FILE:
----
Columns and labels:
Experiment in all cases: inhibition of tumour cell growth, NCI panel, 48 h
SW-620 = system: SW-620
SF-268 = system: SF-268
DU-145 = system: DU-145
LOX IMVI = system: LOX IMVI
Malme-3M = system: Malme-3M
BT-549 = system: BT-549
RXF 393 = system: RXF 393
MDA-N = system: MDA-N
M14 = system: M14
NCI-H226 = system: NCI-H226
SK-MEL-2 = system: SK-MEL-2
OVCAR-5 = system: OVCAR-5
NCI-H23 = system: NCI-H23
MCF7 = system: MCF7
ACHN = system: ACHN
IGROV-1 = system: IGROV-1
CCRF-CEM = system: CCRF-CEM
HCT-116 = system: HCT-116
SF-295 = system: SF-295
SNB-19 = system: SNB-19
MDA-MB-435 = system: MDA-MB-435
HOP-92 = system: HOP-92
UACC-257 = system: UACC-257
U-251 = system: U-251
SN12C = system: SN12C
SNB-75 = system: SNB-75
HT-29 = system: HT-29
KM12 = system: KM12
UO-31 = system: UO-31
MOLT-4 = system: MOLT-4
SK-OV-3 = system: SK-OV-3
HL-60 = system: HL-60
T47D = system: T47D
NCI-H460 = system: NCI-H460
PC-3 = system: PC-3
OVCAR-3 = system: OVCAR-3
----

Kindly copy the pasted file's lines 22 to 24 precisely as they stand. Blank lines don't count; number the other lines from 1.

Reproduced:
SNB-19 = system: SNB-19
MDA-MB-435 = system: MDA-MB-435
HOP-92 = system: HOP-92